Tattoo Removal

Impact of Tattoo Removal on Mental Health

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Published: 05.15.2023
Updated: 11.01.2023
Medically Reviewed by Dr. Bill Kwan, Dermatologist

Tattoo Removal & Mental Health Q&A with Nikki M. Jovicilo

Satya Counseling website:

May is Mental Health Awareness Month, a time to shed light on the importance of mental wellbeing. To honor this, we’ve arranged a special Q&A with Nikki M. Jovicilo, a respected figure in the field of mental health counseling. Not only is Nikki a Licensed Clinical Professional Counselor and the Clinical Director of Satya Counseling, but she is also a Certified DARe provider. Today, we’re diving deep into an intriguing discussion about the psychological aspects of tattoo removal and their profound implications on mental health.

What are some common emotional responses individuals may experience when considering tattoo removal?

“Anxiety and excitement are the most common ones I see, and they are two sides of the same coin. Both mean you care about the outcome.”

How can the decision to remove a tattoo impact a person’s sense of identity and self-image?

“If we get stuck in thinking about regret, it can impact us negatively – calling ourselves “stupid,” or blaming our younger selves for getting the tattoo. It could also impact one positively, as taking charge of one’s own body, or clearing space for new artwork. Sometimes decisions that fit us at one point don’t fit our lives later, and it can be liberating to let go.”

How can therapists support clients who may feel ashamed or embarrassed about their tattoo(s)?

“I’d support a client with flexibility and acceptance. How fast do you have to run to escape your own history? It’s part of you, whether it’s visible or not. Acceptance is willingness to have your experiences and have your feelings about them – it doesn’t mean you like those feelings, and it doesn’t mean you’ll take no steps toward change. You can only create change from where you are right now, not where you wish you were or think you should be.”

How can the process of tattoo removal impact a person’s mental health?

“I’m pro-bodily-autonomy, so generally, I lean toward it having a positive impact when it’s made for one’s own reasons. There are so many things in life we can’t control. We can make decisions about our own bodies and how we adorn them, so it can increase your sense of agency.”

How can tattoos serve as a positive reminder of important milestones or moments in one’s life, even if they are ultimately removed?

“Whatever your tattoos represent to you, that meaning belongs to you forever. No one can take it away from you. You’re still an art collector, and those memories are always yours. Sometimes the removal can be an important milestone as well. For instance, someone may get their favorite whiskey tattooed on their arm. If they give up alcohol because it impacts them negatively, they may want to commemorate their sobriety by removing that image from their body.”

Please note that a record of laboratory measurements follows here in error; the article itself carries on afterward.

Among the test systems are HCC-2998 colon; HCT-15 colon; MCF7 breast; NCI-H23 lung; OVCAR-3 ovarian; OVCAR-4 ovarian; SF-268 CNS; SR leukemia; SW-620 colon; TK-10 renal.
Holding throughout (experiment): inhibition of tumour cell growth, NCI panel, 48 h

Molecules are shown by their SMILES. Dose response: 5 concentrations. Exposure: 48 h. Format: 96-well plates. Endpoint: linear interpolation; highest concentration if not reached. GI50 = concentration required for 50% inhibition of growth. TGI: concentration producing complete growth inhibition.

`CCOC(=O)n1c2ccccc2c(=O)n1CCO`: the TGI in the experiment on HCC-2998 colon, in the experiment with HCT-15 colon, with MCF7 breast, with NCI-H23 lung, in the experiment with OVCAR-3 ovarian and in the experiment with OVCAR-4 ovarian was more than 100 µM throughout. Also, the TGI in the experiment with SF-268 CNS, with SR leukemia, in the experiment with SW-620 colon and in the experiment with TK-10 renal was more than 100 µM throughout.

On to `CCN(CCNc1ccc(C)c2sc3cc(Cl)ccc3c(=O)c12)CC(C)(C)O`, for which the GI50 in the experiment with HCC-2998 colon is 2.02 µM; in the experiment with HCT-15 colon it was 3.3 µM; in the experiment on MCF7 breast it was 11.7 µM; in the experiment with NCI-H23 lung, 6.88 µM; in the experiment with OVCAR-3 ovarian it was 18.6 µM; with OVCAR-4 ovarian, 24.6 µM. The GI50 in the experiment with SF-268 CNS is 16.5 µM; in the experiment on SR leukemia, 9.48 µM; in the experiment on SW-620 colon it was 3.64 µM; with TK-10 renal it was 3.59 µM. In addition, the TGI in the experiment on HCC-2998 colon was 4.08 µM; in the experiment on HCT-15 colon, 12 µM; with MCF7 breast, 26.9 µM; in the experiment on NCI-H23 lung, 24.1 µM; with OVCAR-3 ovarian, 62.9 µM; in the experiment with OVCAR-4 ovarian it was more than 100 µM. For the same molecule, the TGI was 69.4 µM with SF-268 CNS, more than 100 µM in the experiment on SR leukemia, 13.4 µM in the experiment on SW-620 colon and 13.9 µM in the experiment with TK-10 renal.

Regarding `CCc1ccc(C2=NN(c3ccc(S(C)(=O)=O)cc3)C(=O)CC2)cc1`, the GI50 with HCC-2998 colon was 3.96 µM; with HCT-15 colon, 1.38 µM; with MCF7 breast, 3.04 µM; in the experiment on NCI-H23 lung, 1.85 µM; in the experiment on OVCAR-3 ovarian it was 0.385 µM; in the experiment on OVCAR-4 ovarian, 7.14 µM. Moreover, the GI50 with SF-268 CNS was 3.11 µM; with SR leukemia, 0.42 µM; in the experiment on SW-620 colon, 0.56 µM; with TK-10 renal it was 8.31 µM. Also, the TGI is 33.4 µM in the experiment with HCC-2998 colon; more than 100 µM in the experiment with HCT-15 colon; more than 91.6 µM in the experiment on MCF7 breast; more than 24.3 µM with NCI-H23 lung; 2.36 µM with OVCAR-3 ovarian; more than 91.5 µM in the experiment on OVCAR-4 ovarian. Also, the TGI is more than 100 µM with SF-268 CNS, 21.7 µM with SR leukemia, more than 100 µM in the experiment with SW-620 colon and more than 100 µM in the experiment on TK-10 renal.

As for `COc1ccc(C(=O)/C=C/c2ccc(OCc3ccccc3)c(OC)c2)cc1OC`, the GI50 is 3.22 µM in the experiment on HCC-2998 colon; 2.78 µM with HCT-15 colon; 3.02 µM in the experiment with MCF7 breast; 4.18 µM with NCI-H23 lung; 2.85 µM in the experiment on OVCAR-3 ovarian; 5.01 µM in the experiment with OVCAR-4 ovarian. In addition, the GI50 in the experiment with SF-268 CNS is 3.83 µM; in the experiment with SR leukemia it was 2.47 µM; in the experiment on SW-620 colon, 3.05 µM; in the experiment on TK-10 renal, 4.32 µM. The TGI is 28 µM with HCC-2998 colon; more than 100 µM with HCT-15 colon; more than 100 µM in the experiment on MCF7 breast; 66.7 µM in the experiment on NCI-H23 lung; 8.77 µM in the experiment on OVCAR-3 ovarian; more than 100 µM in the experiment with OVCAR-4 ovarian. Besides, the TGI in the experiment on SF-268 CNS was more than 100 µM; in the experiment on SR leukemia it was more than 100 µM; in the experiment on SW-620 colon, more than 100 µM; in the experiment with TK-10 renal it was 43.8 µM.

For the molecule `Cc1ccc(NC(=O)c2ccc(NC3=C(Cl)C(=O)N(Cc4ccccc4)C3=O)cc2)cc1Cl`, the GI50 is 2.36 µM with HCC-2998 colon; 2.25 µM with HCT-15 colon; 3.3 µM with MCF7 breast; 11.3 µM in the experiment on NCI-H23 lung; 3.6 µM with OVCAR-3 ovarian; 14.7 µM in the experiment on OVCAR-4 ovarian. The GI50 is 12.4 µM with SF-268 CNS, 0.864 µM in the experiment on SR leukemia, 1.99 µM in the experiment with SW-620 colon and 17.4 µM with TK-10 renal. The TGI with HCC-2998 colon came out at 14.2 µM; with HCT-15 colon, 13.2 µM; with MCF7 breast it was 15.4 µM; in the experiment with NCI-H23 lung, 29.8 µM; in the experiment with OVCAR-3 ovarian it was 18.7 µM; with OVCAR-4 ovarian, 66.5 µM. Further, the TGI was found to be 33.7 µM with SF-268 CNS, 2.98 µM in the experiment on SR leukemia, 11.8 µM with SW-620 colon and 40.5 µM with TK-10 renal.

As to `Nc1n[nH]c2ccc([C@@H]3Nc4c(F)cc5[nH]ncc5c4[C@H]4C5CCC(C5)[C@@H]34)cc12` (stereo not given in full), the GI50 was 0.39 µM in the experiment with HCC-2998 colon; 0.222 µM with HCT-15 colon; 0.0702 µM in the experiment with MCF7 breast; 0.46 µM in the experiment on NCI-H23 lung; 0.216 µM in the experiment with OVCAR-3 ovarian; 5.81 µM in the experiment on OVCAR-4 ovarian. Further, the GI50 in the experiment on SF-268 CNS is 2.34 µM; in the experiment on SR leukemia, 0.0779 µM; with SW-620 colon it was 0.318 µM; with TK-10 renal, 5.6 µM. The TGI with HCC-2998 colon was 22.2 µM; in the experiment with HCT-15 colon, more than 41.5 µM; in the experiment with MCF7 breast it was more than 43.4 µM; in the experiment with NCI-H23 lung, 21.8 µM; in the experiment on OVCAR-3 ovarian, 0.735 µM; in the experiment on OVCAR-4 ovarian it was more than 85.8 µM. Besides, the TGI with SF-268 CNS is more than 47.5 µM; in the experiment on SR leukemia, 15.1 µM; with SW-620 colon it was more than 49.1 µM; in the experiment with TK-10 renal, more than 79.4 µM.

What role can tattoos play in promoting self-confidence and self-love, even if they are not permanent?

“I believe that tattoos are a valuable form of self-expression. When you feel like your authentic self, it’s easier to live in your own skin, however you illustrate it. A tattoo may enhance your self-confidence and self-love because it feels like you, or represents something meaningful to you. Nothing is truly permanent, and you may feel differently about something when you’re older than you did when you got the tattoo. For instance, perhaps someone was affiliated with a hate group, and had Nazi symbols tattooed on them. If they change their views, removing those tattoos can be an act of self-love, as well as an act of love towards their fellow humans. They could feel more confident once those images are removed, as it’s more consistent with their sense of self.”

Tattoos are our history

“Therapists don’t give advice – rather, I’d help the person uncover what’s important to them, so they can make their own choices. The more contact we have with our values, the easier it is to make decisions. I’d want to know what’s important to the person in that context: self-expression, authenticity, beauty, etc. I believe that people who get tattoos are art collectors. Since it’s art that can’t be resold, our capitalist society can look down on them. A person may want to look at their tattoos as their art collection, or experiences they have earned. If a tattoo has faded and they’re disappointed at how the image looks, they may ultimately want to celebrate it as a reminder of impermanence and change, or acceptance of aging. Ultimately, it can be a powerful experience of self-acceptance, to say ‘This is my history, and I fully accept it, as well as how I feel about it.’”it.’”

If you would like to learn more about our Tattoo Removal service, please reach out here.

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Dr. Bill Kwan Dermatologist

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